Picture of How to Make a Tomahawk Without a Forge
   Tomahawks are simple but effective hand-to-hand combat weapons, still used by the elite U.S. Army Rangers, but for the average person they can also be used fruitfully for yard projects like trimming limbs or chopping kindling wood. Here is a guide to building your own throwing tomahawk, roughly based on the U.S. Army Rangers model.
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Step 1: Find some scrap steel

Picture of Find some scrap steel
  Find some scrap steel between 3/16 and 1/4 inch (4.7mm to 6.35mm) thick, and at least 4 inches by 5 inches (10cm by 12.5cm) in size. You may find some in a junkyard or salvage yard, but it is also sold at industrial supply stores. Make sure it is not too heavy, but not too light that you cannot build up speed while swinging

Step 2:

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    Mark out a 3 1/2 inch (8.89cm) height by 5 inch (12.5cm) width, with a radius as shown in the image. The radius is hand drawn, as well as the blade curve, but an exact shape shouldn't be critical for the tomahawk to work.

Step 3:

    Cut out the rough shape of the blade with a steel cutting blade on a circular saw to save time and effort when doing the finished cut later. You can make all cuts using a metal cutting bandsaw if you have one available, or even use a cutting torch.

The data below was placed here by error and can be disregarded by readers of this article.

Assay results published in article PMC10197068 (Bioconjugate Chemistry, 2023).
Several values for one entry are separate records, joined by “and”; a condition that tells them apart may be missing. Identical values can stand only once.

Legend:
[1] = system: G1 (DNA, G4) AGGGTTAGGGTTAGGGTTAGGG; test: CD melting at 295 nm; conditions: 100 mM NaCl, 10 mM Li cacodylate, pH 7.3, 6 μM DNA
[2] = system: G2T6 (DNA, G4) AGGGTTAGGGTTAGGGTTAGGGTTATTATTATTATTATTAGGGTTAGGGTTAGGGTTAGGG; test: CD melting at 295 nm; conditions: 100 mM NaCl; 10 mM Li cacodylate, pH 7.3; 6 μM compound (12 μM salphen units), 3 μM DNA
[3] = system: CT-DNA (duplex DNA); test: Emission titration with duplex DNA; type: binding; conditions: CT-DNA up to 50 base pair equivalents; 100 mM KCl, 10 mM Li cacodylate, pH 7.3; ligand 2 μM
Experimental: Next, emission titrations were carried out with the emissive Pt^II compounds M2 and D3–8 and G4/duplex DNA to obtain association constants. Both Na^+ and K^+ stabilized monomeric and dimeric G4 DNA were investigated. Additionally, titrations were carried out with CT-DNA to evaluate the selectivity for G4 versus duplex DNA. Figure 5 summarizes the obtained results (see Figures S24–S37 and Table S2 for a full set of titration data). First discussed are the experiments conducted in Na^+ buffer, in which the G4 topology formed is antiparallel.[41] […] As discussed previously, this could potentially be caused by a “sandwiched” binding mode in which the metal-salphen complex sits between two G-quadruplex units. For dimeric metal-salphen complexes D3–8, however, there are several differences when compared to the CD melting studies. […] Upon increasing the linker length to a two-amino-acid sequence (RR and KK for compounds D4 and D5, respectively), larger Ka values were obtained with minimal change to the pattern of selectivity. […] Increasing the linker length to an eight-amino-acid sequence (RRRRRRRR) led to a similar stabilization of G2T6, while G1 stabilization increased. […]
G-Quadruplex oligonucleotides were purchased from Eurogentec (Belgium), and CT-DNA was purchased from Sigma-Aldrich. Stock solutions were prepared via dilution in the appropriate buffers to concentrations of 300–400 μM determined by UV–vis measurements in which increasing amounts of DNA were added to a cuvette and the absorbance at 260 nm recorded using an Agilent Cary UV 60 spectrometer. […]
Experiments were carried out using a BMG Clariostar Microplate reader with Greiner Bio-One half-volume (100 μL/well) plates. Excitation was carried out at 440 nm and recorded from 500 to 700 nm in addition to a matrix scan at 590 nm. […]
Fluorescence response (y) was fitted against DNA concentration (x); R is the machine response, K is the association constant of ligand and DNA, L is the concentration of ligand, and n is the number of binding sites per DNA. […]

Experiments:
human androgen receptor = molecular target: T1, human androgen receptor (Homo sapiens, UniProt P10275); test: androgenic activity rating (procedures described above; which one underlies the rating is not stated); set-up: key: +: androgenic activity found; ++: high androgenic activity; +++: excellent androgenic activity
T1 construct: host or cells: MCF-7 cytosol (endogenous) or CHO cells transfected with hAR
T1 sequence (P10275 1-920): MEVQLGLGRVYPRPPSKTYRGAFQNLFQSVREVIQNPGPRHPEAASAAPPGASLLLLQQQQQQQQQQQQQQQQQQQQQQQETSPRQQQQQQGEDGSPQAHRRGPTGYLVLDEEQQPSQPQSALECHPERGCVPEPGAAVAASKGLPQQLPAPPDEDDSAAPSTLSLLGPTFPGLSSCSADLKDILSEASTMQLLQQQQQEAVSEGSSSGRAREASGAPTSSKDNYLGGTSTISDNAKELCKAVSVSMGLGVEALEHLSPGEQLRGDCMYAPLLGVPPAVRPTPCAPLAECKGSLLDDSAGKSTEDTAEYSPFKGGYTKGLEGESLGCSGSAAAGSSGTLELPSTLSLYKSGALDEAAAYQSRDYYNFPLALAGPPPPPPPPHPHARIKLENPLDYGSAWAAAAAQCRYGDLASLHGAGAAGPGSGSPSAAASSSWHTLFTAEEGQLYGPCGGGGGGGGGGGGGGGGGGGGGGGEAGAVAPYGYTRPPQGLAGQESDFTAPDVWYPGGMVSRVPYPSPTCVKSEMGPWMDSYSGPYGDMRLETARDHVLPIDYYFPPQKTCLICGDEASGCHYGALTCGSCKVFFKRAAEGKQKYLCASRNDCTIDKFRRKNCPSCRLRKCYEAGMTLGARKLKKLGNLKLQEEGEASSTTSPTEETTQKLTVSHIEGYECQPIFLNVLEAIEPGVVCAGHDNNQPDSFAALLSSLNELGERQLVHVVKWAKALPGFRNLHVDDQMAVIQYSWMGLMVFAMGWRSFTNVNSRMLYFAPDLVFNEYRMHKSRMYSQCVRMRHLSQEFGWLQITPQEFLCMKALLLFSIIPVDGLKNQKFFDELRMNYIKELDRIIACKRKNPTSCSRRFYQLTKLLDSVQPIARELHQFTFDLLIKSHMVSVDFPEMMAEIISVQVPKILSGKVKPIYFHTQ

Step 4:

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   Use a bandsaw or a jigsaw with an appropriate metal cutting blade to cut the curved edges of the tomahawk blade. Clamping the blade to a scrap piece of plywood that can be sawed through as you cut will make the task safer.

Step 5:

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Use a grinder to smooth edges of the blade, and to sharpen the cutting edge of the tomahawk.

Step 6:

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   Clamp the blade to a welding table and position a 3/4 inch (1.9cm) pipe coupling along the straight, 2 inch (5cm) edge of the blade so that it is centered and aligned with the blade. Be careful here – if the blade ends up skewed, the tomahawk will not perform well.
yaly2 years ago
Here in Egypt, when we make a hammer, we soak the head (with the wood poking through it) in water so the wood enlarges inside and holds more firmly, I think you should do that to the tomahawk to be more secure.
CementTruck2 years ago
Uh oh! I think I know what I'll be making this weekend. I've often thought about doing this with just regular pipe, but thanks for the tip regarding the threaded pipe. It never occurred to me. ...and mikeasaurus' tip regarding the shim/wedge makes it that much more secure.
mikeasaurus2 years ago
I can see how the threaded pipe sufficiently holds the handle, but have you considered hammering a steel shim on the topside afterward to expand the handle head? (like the do with some wood splitting axes)